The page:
Payments in the wholesale financial markets can be made in central or commercial bank money. The co-existence of these two settlement assets basically reflects a trade-off between the objectives of containing systemic risk and enhancing the efficiency and (in particular) the effectiveness of payments.
Systemic stability, efficiency and effectiveness depend crucially on the ability to make payments safely and smoothly. The malfunctioning of a payment system would be likely to pose systemic risk. A chronically underperforming payment system would make individual financial transactions riskier and impose frictional costs on the financial markets and the underlying economy.
A safe and smooth payment system is critically reliant on:
• the operational soundness of the settlement institution;
• the credit and liquidity of the settlement institution and its settlement asset.
It is in order to mitigate these operational, credit and liquidity risks that central banks — for whom systemic stability, efficiency and effectiveness are core objectives — act as settlement institutions and offer central bank money as the settlement asset in their own currencies. Central banks are able to provide a higher level of assurance than can commercial banks of continuity in the provision of payment services and liquidity. Nor are they exposed to commercial risks.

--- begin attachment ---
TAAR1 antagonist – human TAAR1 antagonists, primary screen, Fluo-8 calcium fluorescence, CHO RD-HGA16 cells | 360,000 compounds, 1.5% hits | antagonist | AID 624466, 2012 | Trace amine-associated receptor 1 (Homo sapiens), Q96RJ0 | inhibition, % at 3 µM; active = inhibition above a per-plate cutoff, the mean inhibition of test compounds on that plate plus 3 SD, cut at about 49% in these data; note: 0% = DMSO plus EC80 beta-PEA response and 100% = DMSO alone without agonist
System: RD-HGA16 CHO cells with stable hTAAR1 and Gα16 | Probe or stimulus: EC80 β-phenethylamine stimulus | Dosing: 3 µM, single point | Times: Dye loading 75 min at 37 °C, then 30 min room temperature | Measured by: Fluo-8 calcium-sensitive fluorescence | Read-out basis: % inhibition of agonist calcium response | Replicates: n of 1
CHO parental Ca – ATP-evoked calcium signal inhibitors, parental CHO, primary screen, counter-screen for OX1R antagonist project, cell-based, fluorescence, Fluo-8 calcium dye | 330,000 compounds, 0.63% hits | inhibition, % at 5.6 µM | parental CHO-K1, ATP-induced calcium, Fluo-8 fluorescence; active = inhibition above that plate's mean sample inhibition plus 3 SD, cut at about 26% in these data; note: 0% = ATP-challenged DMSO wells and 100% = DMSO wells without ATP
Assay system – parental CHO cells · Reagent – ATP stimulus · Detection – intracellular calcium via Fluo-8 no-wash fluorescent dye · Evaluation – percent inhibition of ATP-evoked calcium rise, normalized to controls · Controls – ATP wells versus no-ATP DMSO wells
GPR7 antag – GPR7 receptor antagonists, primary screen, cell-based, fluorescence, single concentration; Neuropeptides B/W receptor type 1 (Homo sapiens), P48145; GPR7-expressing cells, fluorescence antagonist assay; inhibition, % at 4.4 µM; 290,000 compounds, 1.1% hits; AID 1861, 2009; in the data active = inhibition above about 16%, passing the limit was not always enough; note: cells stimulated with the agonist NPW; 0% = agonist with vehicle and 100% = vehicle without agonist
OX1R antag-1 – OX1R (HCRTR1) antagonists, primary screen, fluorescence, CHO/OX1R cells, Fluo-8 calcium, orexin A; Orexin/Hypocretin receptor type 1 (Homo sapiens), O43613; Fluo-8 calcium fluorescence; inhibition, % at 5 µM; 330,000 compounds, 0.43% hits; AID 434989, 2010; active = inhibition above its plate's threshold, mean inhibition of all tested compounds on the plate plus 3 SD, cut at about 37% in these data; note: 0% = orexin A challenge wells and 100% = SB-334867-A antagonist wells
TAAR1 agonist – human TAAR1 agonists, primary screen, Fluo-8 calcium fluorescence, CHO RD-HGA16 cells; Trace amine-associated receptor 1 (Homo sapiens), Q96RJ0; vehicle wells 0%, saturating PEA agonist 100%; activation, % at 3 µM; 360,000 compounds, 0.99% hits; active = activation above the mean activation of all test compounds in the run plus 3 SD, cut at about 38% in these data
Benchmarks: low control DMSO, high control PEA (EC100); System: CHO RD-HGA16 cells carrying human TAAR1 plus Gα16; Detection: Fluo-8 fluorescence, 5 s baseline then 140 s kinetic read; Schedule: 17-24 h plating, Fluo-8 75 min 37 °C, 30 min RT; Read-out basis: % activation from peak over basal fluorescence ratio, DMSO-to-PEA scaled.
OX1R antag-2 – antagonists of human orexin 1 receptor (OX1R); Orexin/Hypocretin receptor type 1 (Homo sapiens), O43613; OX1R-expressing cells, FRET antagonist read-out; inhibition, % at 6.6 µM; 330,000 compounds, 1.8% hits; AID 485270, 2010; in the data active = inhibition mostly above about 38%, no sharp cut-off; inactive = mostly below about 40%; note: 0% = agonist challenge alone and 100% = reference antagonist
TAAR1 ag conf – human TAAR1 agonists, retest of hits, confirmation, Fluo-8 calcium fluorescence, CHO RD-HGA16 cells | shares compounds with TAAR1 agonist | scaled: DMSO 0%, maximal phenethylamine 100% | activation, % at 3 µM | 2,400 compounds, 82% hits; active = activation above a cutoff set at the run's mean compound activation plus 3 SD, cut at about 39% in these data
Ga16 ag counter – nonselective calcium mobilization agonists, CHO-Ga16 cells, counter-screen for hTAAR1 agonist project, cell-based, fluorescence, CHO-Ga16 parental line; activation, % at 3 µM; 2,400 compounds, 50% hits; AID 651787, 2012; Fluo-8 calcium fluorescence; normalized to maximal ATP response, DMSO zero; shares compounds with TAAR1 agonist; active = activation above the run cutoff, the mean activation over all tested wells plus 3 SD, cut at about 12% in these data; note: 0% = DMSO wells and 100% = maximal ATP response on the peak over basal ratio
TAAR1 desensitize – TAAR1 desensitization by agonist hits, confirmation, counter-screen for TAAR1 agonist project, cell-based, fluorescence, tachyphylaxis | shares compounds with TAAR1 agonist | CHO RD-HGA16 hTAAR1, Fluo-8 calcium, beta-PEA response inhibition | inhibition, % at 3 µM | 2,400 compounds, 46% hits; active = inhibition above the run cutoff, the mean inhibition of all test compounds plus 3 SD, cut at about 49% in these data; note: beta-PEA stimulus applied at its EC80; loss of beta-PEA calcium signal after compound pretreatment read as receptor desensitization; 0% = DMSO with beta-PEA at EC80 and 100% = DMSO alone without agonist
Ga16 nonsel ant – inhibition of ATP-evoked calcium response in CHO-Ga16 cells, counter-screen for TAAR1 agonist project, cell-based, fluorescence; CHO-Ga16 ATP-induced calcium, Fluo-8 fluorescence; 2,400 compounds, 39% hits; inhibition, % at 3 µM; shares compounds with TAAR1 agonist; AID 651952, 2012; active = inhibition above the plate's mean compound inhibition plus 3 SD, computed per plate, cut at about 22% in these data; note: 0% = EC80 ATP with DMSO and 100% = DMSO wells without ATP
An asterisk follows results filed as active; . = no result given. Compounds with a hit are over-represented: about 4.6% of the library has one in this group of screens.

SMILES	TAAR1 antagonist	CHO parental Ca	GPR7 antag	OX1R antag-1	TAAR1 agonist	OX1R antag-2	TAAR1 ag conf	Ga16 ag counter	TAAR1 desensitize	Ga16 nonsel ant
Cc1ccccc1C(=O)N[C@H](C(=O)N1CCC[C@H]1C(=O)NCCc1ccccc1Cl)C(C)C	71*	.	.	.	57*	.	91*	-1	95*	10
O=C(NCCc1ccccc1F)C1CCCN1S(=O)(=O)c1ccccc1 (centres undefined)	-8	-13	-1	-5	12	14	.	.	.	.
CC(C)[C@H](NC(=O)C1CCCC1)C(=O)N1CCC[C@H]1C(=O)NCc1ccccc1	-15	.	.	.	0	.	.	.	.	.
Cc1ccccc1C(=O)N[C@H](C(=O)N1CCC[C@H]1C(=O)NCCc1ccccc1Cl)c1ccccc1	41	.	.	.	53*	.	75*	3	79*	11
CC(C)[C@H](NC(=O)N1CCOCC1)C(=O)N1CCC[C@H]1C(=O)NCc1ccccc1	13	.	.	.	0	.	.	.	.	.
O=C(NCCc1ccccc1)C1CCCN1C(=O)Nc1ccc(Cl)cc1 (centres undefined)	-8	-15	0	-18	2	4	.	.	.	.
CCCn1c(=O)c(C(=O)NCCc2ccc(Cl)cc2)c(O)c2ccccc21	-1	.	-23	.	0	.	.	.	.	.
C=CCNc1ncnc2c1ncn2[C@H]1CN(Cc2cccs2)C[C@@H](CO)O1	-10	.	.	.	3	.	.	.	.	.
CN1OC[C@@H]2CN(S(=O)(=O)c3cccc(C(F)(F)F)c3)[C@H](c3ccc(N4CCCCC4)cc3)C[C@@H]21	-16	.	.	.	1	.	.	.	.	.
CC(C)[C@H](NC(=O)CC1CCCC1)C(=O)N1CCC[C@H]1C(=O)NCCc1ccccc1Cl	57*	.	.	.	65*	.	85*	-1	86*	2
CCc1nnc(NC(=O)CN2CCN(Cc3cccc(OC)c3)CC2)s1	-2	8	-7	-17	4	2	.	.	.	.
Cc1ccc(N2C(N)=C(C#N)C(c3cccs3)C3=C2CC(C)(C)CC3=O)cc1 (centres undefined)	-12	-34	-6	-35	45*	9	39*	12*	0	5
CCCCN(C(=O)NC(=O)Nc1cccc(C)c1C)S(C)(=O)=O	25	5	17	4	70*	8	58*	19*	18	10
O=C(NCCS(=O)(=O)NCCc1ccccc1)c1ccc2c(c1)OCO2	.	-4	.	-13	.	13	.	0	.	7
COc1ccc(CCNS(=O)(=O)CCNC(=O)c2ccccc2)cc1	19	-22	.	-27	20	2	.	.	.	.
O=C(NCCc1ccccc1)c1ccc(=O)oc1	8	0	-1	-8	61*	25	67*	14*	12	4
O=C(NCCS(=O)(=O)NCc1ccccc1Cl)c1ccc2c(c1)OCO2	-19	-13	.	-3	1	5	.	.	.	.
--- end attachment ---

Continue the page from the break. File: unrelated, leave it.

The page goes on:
However, notwithstanding the inherent advantages of central bank money, all developed economies now use central bank and commercial bank money in tandem, in other words, central and commercial bank money are interconnected. Central banks only encourage or require the use of central bank money in systemically-important payment systems (SIPS), which are at the apex of payment activity in each economy, where exposures are generally highest and most concentrated, and where participants have the least control over their exposures. Thus, in most central bank payment systems, only some banks are direct participants and settle in central bank money, whereas the others use the cash settlement agency services of a direct participant to make and receive payments from other banks, producing a tiered architecture in payment activity.
The Interconnectivity of Central and Commercial Bank Money in the Clearing and Settlement of the European Repo Market [ICMA]
(See Annex: Illustrating the flows of central and commercial bank money in repo clearing and settlement in Europe)